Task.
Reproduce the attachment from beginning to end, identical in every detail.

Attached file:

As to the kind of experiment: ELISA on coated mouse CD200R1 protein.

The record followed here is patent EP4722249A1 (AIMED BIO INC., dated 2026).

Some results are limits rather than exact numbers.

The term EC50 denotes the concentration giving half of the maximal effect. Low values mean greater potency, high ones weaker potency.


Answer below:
As to the kind of experiment: ELISA on coated mouse CD200R1 protein.

The record followed here is patent EP4722249A1 (AIMED BIO INC., dated 2026).

Some results are limits rather than exact numbers.

The term EC50 denotes the concentration giving half of the maximal effect. Low values mean greater potency, high ones weaker potency.